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A sale of all or most of the materials, supplies, merchandise, or other inventory of a business at one time that is not normally done in the ordinary course of the seller's business.
Bulk transfers, commonly called bulk sales, have, in the past, been governed by individual state laws, generally called Bulk Sales Acts, which imposed certain requirements on such transfers. These acts were aimed at preventing a seller from secretly selling his or her business and absconding with the proceeds in order to avoid the repayment of any outstanding debts. These laws have been superseded in most states by Article 6 of the Uniform Commercial Code (UCC), which shares the same purpose but establishes uniform requirements to simplify commercial transactions. A prospective buyer of a business must obtain a list of the creditors of the seller and notify them in advance of the sale so they can take steps to protect themselves against the seller's possible default on his or her debts. Failure of a bulk transfer to comply with the UCC neither makes the transfer void nor destroys the creditors' rights to repayment. Depending upon the jurisdiction, the buyer may become personally liable to the seller's creditors up to the value of the assets purchased or the property sold may be levied upon by the creditors for the outstanding debts.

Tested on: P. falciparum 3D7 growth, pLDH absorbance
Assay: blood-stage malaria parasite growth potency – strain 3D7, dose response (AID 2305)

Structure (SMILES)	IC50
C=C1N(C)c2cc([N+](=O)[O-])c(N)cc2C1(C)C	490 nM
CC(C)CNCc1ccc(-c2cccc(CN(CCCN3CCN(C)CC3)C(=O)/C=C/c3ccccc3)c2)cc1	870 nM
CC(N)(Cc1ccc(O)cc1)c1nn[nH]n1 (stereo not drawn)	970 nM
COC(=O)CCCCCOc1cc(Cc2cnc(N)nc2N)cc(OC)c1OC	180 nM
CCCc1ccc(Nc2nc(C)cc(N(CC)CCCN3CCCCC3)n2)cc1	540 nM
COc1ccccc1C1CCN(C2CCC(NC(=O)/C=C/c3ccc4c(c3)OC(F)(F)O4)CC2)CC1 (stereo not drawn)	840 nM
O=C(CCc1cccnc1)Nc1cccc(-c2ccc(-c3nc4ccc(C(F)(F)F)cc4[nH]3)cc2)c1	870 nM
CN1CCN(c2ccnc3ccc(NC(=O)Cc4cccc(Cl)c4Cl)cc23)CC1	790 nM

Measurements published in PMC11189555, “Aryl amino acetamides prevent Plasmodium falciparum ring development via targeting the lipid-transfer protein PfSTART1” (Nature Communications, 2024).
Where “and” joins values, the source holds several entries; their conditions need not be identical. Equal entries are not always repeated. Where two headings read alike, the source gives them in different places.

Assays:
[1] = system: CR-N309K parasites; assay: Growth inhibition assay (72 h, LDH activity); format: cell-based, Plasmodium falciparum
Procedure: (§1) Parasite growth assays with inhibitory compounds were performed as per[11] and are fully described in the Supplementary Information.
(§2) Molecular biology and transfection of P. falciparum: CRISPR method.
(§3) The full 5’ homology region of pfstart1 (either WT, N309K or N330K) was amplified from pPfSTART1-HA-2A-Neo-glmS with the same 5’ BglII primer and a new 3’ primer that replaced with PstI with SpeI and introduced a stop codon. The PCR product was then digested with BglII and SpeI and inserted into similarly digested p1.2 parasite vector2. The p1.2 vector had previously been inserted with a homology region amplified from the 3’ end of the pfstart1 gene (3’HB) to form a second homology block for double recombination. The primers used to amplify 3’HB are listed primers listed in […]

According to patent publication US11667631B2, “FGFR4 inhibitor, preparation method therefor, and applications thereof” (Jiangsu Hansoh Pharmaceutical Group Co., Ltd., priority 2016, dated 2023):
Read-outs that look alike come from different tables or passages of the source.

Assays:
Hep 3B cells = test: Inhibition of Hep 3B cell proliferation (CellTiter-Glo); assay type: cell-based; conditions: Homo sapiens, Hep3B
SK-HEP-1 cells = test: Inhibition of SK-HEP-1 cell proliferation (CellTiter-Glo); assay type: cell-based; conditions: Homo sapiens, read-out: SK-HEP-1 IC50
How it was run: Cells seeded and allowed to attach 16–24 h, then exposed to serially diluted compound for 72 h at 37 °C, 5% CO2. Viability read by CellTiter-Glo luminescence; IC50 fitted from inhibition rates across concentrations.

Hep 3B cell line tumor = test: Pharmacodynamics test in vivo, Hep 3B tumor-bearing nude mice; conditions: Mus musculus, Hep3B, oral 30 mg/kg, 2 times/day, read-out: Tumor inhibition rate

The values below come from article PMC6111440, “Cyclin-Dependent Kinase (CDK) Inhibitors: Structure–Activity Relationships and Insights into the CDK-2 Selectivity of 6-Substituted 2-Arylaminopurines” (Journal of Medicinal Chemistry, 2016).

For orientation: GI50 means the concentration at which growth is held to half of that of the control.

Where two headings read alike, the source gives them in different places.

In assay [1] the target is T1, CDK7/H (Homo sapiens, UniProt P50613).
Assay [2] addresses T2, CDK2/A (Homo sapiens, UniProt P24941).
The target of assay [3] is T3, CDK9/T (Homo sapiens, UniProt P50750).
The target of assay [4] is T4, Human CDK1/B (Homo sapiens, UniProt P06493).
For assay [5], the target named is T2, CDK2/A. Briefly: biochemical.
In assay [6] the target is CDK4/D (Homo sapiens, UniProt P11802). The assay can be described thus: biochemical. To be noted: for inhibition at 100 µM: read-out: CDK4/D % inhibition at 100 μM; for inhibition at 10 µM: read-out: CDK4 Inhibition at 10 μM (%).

A bulk transfer is not the same as a secured transaction.
(See: bulk sale).